The World Needs the U.S. to Lead on Genetic Engineering
(Bloomberg Opinion) -- Human-genetic engineering has gone from science fiction to science fact — at least, if you believe the reports coming out of China. A team at the Southern University of Science and Technology in Shenzhen, led by researcher He Jiankui, said it had altered the genes of twin girls while in the womb, making them more resistant to AIDS. Importantly, the scientists allegedly used Crispr, the new technique that many believe will make genetic engineering cheap and widespread.
Before rushing to declare that the world has changed, of course, the work must be verified. Chinese academia is notorious for widespread fraud, and even in far more reputable countries, big claims of biotech breakthroughs have been fabricated in the past. The Chinese government is investigating whether He’s innovation — which was announced on YouTube instead of published in a scientific journal — is real.
But even in the event that these genetically engineered superbabies turn out to be a hoax, it seems highly likely that real Crispr kids are not far behind. That means policy makers need to be thinking about how to deal with this revolutionary new technology — not just the ethics, but also the economics.
Ethically, many will likely recoil from the idea of editing kids to make them healthier — not to mention stronger, smarter or otherwise more capable. Even if genetic engineering is only used to cure or prevent disease, a substantial minority of Americans — probably driven by religious concerns — is opposed to the idea. When it comes to less life-threatening cases, like making a person smarter, a large majority disapprove:
Those opinions might change over time. If people’s intelligence really could be improved safely and reliably, without serious side effects, it would give people a helpful productivity boost. And if workers in China or other countries began boosting their productivity levels this way — as it seems certain they would — it would be hard for Americans to compete unless they followed suit.
But those fearful of a future where everyone is forced to engineer their kids to be geniuses in order to keep up with the Chinese should calm down, because intelligence enhancement really is likely to remain science fiction for quite a while. There are probably thousands of genes that each exert a minuscule influence on cognitive ability, and it’s vanishingly unlikely that humans could alter that many of their genes without severe and undesirable side effects.
My guess is that reductions in the genetic predilection for anxiety and depression will be a much more feasible productivity-booster, in addition to alleviating vast amounts of human suffering. Reducing mental illnesses like schizophrenia may also be possible. Antidepressant-, anti-anxiety- and antipsychotic-drug use is already widespread, so it seems reasonably possible that genetics will eventually be accepted as an additional treatment. If so, national output and well-being will both improve.
There’s another reason for the U.S. not to get left behind in genetic engineering — it has the potential to be a huge consumer market. Besides curing diseases and improving mental health and productivity, genetic engineering probably will be used for cosmetic purposes. Some fraction of people around the world will want to give their kids a couple extra inches of height, a bit of extra strength or a different hair color to gain an edge in the job market, the dating market or just for pure aesthetics.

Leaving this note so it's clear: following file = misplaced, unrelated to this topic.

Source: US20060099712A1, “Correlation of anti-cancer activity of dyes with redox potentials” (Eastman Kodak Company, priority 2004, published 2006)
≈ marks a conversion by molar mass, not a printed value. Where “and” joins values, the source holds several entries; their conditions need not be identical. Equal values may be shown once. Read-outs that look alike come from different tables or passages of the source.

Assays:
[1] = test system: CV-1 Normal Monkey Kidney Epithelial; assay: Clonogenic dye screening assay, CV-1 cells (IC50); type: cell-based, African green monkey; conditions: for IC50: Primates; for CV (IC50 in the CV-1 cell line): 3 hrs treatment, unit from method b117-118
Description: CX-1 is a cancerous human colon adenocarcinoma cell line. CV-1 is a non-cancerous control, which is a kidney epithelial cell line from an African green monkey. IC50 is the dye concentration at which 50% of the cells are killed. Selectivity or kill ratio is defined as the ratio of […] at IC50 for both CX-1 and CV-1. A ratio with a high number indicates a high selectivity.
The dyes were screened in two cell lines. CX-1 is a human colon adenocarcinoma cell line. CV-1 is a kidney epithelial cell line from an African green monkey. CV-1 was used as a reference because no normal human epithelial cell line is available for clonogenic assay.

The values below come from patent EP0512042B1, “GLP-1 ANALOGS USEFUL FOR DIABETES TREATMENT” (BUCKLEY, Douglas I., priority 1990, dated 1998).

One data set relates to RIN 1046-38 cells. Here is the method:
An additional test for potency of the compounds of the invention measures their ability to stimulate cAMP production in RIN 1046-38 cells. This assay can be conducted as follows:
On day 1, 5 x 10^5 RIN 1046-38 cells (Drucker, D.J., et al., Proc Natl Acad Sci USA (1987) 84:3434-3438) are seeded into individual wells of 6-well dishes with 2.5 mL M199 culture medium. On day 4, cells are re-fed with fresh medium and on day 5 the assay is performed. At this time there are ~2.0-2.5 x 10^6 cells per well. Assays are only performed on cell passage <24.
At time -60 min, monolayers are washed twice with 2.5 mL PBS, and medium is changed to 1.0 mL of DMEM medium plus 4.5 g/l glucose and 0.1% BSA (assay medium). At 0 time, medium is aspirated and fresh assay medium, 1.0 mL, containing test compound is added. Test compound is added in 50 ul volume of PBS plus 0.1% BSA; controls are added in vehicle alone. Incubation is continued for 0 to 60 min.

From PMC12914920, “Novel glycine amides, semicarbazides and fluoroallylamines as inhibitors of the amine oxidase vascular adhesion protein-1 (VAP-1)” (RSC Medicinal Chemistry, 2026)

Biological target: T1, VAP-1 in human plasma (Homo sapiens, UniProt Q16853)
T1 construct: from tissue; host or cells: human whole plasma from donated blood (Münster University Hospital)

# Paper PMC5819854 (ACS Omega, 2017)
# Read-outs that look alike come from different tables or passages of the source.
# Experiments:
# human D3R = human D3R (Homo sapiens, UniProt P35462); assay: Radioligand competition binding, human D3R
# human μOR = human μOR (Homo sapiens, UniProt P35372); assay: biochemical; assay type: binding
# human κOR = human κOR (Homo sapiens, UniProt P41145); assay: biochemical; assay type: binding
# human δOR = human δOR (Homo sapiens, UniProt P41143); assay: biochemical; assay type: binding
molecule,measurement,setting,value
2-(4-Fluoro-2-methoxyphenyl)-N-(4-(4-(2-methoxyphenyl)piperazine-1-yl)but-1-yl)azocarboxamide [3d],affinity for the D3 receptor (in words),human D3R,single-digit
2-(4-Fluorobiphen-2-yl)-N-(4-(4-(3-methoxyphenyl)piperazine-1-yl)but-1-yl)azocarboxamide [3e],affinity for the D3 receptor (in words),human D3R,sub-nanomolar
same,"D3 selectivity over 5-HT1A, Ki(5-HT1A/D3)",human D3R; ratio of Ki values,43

Whichever companies end up providing these services to people who want them — as well as ancillary services such as consulting, screening and monitoring — will make huge amounts of money. The patents on various cutting-edge techniques will be worth many billions of dollars. If the U.S. shies away from developing genetic-engineering technology, these riches will flow to China, or to whatever other countries seize the technological edge.
That’s why, despite all the ethical concerns, it’s important for the U.S. government to push ahead with research on human-genetic engineering. China’s government, with its considerable disregard for safety, privacy and ethics, is likely to make rapid initial advances, but the U.S. can still win the race in the long run. If American genetic-engineering research proceeds with strict safety and privacy controls, and with vigorous and open debate about the ethics of various genetic technologies, it’s likely that American companies will be the ones to eventually bring safe, reliable products to market.
Dystopian outcomes are also less likely with the U.S. at the helm. China, which even now is ramping up its human-rights violations and its all-encompassing surveillance state, may decide to try to genetically re-engineer its population for purposes of social control. That is a terrifying prospect, and even more terrifying if other countries decide they need to follow suit. But the U.S. can show the world alternative uses for genetic modification, based on freedom, justice, and improved health and happiness.
Like it or not, genetic-engineering technology is out of the bag. The human race is set to change, and it’s up to the free world to make sure it manages it in a healthy rather than a horrifying way.
This column does not necessarily reflect the opinion of the editorial board or Bloomberg LP and its owners.
Noah Smith is a Bloomberg Opinion columnist. He was an assistant professor of finance at Stony Brook University, and he blogs at Noahpinion.
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